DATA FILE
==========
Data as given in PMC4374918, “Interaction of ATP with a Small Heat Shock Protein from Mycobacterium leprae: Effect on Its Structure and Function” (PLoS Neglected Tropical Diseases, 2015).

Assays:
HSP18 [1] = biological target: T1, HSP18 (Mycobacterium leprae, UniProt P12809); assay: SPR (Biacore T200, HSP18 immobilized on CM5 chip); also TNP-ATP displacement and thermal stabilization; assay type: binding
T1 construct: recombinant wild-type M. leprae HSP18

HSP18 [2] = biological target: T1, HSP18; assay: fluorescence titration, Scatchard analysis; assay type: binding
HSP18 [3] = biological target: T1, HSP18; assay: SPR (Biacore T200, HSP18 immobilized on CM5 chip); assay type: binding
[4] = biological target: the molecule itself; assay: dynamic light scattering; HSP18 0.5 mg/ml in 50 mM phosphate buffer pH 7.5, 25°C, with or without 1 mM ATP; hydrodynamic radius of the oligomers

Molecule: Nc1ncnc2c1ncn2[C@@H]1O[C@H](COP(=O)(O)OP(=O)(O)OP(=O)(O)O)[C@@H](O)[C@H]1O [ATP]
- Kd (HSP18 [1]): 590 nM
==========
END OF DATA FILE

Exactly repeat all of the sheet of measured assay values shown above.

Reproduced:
Data as given in PMC4374918, “Interaction of ATP with a Small Heat Shock Protein from Mycobacterium leprae: Effect on Its Structure and Function” (PLoS Neglected Tropical Diseases, 2015).

Assays:
HSP18 [1] = biological target: T1, HSP18 (Mycobacterium leprae, UniProt P12809); assay: SPR (Biacore T200, HSP18 immobilized on CM5 chip); also TNP-ATP displacement and thermal stabilization; assay type: binding
T1 construct: recombinant wild-type M. leprae HSP18

HSP18 [2] = biological target: T1, HSP18; assay: fluorescence titration, Scatchard analysis; assay type: binding
HSP18 [3] = biological target: T1, HSP18; assay: SPR (Biacore T200, HSP18 immobilized on CM5 chip); assay type: binding
[4] = biological target: the molecule itself; assay: dynamic light scattering; HSP18 0.5 mg/ml in 50 mM phosphate buffer pH 7.5, 25°C, with or without 1 mM ATP; hydrodynamic radius of the oligomers

Molecule: Nc1ncnc2c1ncn2[C@@H]1O[C@H](COP(=O)(O)OP(=O)(O)OP(=O)(O)O)[C@@H](O)[C@H]1O [ATP]
- Kd (HSP18 [1]): 590 nM